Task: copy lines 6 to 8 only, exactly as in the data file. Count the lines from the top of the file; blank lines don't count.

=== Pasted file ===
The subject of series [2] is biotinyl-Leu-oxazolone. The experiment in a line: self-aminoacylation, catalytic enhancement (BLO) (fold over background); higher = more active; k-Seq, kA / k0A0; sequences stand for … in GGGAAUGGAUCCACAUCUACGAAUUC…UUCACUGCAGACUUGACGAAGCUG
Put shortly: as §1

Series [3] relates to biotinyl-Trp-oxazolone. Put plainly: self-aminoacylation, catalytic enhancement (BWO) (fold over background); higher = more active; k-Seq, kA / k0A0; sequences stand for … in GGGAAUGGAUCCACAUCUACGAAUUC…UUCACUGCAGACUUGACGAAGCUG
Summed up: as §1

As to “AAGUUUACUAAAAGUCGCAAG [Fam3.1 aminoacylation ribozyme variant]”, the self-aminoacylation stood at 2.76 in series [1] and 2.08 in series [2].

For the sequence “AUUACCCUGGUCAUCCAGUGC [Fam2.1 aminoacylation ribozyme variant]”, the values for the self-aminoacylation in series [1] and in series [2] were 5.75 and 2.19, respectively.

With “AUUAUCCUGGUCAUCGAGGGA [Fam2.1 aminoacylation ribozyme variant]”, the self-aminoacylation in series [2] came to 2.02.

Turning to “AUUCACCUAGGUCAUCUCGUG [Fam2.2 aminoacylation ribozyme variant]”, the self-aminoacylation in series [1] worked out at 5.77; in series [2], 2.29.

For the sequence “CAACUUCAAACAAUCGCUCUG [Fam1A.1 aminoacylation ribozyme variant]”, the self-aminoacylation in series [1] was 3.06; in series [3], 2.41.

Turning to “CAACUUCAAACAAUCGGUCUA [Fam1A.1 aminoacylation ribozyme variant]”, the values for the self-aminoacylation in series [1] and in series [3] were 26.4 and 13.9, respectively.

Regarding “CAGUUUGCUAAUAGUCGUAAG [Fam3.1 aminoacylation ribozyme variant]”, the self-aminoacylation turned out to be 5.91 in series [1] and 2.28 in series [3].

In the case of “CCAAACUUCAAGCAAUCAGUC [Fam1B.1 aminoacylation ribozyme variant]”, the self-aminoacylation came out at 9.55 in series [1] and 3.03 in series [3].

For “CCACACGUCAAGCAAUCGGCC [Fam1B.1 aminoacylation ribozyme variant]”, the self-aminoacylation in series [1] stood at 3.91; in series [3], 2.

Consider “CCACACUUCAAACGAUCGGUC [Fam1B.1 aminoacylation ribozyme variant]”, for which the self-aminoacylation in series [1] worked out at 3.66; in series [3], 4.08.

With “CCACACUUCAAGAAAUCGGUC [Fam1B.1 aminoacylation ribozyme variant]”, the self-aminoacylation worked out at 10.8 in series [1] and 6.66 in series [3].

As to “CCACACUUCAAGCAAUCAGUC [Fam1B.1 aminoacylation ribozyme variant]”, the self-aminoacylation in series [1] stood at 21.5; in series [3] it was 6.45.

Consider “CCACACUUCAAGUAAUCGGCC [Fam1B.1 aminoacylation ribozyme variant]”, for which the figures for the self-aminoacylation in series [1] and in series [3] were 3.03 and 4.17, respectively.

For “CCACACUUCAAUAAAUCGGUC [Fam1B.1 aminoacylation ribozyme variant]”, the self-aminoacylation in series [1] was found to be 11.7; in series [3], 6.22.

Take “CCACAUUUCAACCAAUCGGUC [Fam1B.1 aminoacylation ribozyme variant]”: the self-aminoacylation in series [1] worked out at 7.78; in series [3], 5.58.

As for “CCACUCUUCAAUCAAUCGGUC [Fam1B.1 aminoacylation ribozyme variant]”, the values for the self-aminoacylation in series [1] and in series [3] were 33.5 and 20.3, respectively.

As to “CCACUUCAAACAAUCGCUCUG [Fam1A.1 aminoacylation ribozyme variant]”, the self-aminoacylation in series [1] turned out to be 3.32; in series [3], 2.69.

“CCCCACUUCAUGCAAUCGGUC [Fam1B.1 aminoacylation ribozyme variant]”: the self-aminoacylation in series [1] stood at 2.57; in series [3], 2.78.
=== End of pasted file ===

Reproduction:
For the sequence “AUUACCCUGGUCAUCCAGUGC [Fam2.1 aminoacylation ribozyme variant]”, the values for the self-aminoacylation in series [1] and in series [2] were 5.75 and 2.19, respectively.

With “AUUAUCCUGGUCAUCGAGGGA [Fam2.1 aminoacylation ribozyme variant]”, the self-aminoacylation in series [2] came to 2.02.

Turning to “AUUCACCUAGGUCAUCUCGUG [Fam2.2 aminoacylation ribozyme variant]”, the self-aminoacylation in series [1] worked out at 5.77; in series [2], 2.29.